several | a few of

In the English Grammar Profile, B1 point 39 in the category of DETERMINERS is defined as: wide range of quantifying determiners with plural nouns (‘several’, ‘millions of’, ‘a few of’). *Note that if ‘millions of’ is used as hyperbole, then it is a C1 point. TLC, Speaking test examples: There are very few sports cars in Sri Lanka. We don’t …

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neither | either + of + PLURAL NOUN PHRASE

‘Either’ can mean “the one or the other.” ‘Neither’ can mean “not the one and not the other” or “not either.” C1 English Grammar Profile point 63 in DETERMINERS/quantity is defined as: ‘either’ and ‘neither’ + ‘of’ with plural noun phrases or pronouns. For example: Neither of these men is Chaney. (note the subject-verb agreement!) listen I don’t think …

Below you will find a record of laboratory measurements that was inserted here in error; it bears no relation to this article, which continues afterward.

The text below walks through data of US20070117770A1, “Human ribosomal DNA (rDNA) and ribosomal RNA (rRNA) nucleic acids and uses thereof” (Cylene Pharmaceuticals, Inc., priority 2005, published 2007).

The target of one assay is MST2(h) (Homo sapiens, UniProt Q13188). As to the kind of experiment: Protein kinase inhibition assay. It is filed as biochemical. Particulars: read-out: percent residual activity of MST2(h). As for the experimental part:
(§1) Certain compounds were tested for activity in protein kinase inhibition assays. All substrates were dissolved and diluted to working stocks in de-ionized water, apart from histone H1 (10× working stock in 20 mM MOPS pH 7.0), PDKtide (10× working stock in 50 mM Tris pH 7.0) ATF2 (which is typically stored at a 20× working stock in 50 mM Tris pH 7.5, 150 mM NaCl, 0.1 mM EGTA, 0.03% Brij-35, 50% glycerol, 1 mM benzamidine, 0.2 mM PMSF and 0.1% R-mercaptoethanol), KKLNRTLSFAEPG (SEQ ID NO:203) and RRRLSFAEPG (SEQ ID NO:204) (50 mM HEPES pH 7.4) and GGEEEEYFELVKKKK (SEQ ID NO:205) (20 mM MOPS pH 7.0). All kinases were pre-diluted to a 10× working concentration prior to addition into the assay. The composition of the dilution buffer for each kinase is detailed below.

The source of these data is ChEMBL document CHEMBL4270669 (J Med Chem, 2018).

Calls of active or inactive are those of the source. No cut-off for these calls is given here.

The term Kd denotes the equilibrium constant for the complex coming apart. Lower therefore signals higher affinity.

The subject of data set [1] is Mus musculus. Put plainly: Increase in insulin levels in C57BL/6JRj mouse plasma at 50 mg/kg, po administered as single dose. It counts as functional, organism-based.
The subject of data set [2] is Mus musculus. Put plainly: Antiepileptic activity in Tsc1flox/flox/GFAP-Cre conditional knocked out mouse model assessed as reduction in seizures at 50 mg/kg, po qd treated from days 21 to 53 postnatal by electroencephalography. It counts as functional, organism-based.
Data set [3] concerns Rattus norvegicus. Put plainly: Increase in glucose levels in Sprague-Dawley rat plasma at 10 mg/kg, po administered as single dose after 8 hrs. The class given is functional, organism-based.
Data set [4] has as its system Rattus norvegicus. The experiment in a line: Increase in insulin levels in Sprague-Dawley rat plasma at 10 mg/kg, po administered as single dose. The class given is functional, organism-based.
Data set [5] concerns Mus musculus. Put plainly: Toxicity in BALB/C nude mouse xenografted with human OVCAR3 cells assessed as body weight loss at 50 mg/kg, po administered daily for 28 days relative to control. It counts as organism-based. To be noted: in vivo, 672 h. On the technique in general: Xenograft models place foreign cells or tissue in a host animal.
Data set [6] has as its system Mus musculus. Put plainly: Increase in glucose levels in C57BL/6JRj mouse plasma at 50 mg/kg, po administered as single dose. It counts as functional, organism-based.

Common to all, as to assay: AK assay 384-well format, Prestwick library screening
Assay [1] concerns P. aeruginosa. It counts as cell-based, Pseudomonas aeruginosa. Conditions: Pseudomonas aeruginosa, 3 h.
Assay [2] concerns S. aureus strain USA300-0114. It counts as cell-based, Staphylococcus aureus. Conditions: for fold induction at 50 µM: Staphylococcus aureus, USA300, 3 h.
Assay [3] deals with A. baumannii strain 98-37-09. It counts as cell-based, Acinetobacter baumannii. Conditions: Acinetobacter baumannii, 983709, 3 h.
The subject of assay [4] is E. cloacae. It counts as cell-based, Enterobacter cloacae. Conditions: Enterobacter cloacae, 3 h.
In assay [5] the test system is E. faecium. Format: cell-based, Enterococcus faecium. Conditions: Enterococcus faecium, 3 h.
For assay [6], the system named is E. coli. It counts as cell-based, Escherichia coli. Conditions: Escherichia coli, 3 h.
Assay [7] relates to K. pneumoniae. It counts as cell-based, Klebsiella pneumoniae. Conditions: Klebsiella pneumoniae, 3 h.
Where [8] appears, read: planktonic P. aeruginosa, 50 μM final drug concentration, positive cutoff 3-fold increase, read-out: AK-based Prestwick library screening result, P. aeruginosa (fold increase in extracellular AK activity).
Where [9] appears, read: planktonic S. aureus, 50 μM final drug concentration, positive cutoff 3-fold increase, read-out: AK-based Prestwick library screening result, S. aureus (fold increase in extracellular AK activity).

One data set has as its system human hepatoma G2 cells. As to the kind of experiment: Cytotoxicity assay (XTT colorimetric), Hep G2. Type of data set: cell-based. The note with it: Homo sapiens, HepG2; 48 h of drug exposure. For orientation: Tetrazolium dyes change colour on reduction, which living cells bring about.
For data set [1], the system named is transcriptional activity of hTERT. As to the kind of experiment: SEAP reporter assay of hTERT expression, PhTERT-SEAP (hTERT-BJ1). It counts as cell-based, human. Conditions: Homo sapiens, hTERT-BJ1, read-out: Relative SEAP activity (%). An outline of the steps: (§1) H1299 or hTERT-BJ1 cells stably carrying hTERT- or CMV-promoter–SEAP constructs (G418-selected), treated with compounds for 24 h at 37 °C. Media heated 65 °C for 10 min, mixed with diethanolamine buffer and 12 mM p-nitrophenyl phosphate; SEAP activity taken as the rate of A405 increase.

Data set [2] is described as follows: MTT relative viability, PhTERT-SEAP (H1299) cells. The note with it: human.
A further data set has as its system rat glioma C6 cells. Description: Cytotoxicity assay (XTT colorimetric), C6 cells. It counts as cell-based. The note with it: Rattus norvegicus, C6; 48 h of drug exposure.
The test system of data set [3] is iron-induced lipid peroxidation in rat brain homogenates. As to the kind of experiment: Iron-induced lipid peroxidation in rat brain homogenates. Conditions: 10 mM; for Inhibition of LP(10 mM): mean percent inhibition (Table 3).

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passive with two objects

The text discusses the complexities of English grammar, focusing on the category of passives and verbs that require two objects. It explains how these grammatical elements can indicate different CEFR levels and the importance of understanding direct and indirect objects. The text provides examples of these concepts, highlighting how the direct object is usually not a person, while the indirect object is a person and typically comes first in a sentence. The text also discusses different points at B2, A2, and B1 levels, and how they are defined in relation to these grammatical structures. Finally, it presents corpus research results from iWeb to illustrate these concepts in practice.